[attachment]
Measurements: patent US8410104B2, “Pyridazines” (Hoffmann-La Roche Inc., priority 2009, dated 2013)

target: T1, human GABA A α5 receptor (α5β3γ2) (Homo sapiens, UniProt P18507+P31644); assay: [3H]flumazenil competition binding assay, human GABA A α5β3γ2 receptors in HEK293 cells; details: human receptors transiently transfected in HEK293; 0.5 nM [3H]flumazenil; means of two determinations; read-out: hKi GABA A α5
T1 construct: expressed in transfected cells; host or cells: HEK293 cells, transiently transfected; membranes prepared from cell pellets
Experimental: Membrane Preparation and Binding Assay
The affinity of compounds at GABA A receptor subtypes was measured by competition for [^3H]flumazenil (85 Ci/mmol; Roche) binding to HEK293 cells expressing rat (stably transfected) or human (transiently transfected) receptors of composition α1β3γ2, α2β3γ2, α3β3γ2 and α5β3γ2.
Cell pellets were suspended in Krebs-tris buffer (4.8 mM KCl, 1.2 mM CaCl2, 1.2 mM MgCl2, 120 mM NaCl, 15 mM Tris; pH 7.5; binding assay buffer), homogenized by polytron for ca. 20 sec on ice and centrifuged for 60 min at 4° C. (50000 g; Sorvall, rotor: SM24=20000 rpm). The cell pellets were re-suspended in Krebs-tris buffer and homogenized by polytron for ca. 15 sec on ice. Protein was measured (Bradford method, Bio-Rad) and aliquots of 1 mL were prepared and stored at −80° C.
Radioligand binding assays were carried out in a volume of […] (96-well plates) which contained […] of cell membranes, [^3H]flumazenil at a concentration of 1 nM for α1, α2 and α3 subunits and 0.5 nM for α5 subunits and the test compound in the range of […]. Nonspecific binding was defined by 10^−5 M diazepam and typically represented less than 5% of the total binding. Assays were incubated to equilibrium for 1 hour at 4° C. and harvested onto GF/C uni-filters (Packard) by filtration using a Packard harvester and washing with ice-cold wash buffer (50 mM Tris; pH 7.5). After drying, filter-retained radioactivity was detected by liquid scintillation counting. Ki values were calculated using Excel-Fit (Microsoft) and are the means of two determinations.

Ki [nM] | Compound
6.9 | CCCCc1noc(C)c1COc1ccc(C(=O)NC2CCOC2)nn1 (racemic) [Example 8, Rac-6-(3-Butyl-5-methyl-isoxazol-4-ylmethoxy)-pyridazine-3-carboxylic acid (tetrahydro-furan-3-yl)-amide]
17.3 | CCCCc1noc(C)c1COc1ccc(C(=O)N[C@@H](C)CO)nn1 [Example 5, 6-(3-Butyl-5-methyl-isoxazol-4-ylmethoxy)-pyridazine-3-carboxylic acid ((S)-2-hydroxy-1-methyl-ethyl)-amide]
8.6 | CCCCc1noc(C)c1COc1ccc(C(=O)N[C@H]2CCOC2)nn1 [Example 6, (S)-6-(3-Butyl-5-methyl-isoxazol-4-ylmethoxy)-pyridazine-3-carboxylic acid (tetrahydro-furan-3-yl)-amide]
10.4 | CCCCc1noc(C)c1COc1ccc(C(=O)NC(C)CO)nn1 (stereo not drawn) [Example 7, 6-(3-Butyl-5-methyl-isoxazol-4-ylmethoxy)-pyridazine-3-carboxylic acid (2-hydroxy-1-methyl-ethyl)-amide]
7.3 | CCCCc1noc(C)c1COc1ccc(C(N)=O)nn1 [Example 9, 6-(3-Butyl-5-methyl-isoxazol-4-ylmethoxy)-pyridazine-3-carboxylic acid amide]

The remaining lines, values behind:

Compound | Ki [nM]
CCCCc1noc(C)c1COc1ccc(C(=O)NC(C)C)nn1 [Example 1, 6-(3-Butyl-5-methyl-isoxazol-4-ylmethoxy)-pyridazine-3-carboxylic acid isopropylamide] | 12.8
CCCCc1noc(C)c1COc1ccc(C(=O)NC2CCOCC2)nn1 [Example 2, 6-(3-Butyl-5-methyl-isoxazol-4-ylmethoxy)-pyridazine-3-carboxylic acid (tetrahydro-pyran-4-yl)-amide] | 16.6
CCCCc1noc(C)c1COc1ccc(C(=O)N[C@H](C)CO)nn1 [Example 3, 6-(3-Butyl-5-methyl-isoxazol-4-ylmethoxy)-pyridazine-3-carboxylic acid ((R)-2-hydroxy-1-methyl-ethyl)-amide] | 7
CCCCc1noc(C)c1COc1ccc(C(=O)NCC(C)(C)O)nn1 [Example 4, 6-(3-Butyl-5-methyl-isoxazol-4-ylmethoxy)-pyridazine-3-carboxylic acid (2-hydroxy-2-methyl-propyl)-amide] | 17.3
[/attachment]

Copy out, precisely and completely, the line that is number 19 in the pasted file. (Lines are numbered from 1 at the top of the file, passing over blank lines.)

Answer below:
CCCCc1noc(C)c1COc1ccc(C(=O)NCC(C)(C)O)nn1 [Example 4, 6-(3-Butyl-5-methyl-isoxazol-4-ylmethoxy)-pyridazine-3-carboxylic acid (2-hydroxy-2-methyl-propyl)-amide] | 17.3